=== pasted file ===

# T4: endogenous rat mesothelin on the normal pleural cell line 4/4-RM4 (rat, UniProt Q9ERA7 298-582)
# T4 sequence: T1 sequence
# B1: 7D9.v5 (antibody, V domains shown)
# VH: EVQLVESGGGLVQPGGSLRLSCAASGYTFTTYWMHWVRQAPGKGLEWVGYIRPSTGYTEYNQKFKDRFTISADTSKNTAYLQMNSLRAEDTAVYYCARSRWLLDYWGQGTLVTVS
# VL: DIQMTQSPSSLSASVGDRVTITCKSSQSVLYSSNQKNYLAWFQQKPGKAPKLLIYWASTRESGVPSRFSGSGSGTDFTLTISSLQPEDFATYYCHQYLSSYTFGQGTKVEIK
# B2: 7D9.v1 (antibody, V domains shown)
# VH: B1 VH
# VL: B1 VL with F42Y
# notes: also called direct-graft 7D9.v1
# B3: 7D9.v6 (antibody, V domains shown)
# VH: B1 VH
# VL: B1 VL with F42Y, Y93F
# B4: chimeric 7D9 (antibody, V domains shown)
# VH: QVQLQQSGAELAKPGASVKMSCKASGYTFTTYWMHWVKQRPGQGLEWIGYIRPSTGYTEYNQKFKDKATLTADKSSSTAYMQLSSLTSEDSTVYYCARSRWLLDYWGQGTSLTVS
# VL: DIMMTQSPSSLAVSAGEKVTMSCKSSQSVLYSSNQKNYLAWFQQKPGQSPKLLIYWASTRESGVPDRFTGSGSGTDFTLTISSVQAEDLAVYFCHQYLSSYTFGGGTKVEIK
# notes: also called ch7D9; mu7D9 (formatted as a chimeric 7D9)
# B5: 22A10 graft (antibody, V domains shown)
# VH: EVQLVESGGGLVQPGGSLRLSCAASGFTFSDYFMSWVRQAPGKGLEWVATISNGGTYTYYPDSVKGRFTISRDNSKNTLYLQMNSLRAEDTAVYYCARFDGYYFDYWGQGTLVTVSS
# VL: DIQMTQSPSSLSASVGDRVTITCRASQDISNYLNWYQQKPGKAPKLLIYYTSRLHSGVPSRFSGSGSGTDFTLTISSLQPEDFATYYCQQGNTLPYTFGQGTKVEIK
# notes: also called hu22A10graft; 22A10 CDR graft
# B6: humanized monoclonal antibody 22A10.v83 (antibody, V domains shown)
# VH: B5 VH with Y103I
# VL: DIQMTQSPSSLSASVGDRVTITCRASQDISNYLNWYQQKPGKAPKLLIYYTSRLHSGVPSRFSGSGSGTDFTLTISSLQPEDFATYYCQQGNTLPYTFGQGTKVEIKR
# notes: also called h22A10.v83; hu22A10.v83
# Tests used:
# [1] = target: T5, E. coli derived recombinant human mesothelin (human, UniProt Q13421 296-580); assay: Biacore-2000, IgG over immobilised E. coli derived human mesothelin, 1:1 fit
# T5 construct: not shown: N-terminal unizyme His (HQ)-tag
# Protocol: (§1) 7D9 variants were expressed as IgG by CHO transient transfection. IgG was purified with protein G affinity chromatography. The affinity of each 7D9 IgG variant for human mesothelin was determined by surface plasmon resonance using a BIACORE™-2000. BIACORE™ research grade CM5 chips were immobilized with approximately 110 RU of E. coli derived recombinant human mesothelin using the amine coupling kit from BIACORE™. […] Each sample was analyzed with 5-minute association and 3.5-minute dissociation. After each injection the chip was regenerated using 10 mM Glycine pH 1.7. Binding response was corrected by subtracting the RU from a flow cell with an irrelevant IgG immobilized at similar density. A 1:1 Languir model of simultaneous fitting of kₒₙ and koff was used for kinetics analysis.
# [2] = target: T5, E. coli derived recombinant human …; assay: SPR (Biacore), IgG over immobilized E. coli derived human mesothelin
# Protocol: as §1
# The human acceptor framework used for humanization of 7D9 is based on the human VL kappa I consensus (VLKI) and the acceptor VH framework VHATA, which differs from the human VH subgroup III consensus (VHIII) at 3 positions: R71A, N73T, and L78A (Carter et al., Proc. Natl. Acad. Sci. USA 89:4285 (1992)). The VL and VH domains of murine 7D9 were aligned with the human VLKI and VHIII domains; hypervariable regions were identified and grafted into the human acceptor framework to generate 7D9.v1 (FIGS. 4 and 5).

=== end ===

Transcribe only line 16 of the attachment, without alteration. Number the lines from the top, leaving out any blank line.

# notes: also called ch7D9; mu7D9 (formatted as a chimeric 7D9)